I don't know what you are talking about with the "numerous liberal talk radio stations" That's crazy. What are you talking about, Larry King pre-CNN? Are you counting every time a station plays "For What It's Worth" or "Ohio"? Get real.

Before Reagan dumped the Fairness Doctrine, there simply was no screeching political talk on the radio. Stations avoided it so they wouldn't have to deal with "equal time". So, reinstitution of the Doctrine doesn't mean your poor, dying radio stations have to support liberal talk radio -- they simply would have to stop shilling for the GOP 24/7. Why the RNC thinks it is entitled to this free advertising on publicly-licensed airwaves is a mystery to me.

Anonymous said...

If you had a nickel for every time someone mentioned Air America? Well what about it? Why did it fail if so many people in this country vote democrat as you claim? Why didn't advertisers flock to liberal talk radio despite the unbelievable amount of free promotion they got from the MSM prior to and shortly after their launch?

Radio is a dying media, their audience is becoming more and more diluted because of other choices (satellite radio, iPods, cell phone use in cars, etc).

So then smarty pants, what should be on AM talk radio if you get conservative talk banned? Can we also ban stations like AM820 in Chicago (progressive/liberal talk)?

And why do you care in the end anyway if the dems are gonna win in a landslide in 2008? Obviously conservative talk radio had little influence since it's going to a lefty landslide. In one breath you say it's an unfair megaphone for the right but in the next breath you say that conservativism is dying and that the dems will win a landslide in 2008. Which one is it?

Mike Plaisted said...

It's both, Anony. The mainstream radio right-wingism gives an unfair advantage to GOP, especially in local races, school funding referendums, etc. Nationally, it skews and poisons the political conversation, since it creates an artificial 30% crank base and because the MSM sucks up to the right wing to avoid getting called "liberal", which the right is going to call them anyway. I think a society bombarded with lies is less healthy, don't you?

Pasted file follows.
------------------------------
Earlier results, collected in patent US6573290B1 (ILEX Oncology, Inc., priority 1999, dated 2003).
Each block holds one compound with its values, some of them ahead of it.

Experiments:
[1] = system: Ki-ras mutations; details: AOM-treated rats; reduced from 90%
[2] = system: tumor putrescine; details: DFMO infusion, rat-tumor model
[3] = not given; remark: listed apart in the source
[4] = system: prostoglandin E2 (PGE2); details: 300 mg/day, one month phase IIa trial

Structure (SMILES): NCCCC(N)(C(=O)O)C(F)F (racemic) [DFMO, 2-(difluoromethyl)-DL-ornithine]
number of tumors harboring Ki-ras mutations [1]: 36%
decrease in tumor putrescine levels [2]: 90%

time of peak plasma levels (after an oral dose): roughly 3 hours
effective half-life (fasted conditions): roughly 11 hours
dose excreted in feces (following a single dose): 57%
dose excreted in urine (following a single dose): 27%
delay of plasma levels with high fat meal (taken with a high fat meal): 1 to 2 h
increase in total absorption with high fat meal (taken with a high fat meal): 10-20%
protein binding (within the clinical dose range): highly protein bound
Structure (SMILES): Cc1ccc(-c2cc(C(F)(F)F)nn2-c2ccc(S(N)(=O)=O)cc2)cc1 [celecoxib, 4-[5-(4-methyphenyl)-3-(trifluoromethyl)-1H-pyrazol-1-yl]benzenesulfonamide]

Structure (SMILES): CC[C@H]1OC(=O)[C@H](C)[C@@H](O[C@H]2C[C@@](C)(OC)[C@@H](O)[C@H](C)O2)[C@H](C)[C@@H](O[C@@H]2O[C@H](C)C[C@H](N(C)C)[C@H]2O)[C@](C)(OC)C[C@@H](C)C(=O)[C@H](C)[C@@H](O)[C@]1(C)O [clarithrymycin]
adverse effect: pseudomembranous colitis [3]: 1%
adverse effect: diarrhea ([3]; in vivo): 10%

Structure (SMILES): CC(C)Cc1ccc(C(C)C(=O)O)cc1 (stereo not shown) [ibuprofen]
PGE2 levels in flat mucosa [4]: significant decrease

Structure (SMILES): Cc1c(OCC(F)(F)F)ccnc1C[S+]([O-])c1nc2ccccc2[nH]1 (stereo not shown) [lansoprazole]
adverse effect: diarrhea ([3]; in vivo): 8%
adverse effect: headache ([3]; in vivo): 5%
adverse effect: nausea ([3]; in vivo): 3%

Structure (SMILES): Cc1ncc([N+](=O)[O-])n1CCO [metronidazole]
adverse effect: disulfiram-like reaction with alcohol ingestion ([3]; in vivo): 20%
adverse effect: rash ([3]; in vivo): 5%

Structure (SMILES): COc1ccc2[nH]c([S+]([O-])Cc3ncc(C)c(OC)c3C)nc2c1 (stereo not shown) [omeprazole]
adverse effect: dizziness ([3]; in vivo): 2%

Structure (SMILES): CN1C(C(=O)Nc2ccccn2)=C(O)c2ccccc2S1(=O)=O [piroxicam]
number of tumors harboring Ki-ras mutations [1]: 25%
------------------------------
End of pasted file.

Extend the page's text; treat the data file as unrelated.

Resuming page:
Conservatism isn't "dying", it's losing -- this time, at least (and, again, I never said landslide, although that's what they deserve). The fact that the Democrats (not necessarily lefty, except in comparison to the wing-nut extreme) will take the presidency and increase their margins in both houses of Congress in the face of the free advertising that mainstream radio provides for the Republicans proves the strength of Democratic (large D) values and an even more emphatic rejection of the right-wing agenda.

As for Air America, 1) it hardly appeals to the same demographic as the Angry White Men who listen to right-wing talk; 2) lefties don't talk in the same sort of black-and-white absolutes that are so "entertaining" when the wing-nuts call lefties "Unamerican", etc.; 3) lefties do much better with humor (see the Daily Show) and that's hard to manage for a half-hour a day, much less three; and 4) lefties don't get their scripts written by political operatives like right-wingers do and, even if they did, are less likely to follow in lap-dog fashion, like the unimaginative wing-nuts do.

As for what AM radio would do with a Fairness Doctrine, they'll do fine, as they always have -- owning a radio station is like owning a license to print money and that hasn't changed. There are plenty of models, from advice to chat (like WLS between 2 and 6) to music to whatever. How radio stations make their money is not my problem, but don't worry, they'll do fine.

Anonymous said...

Sykes wife is the president of the Bradley Foundation, hence his free pass there.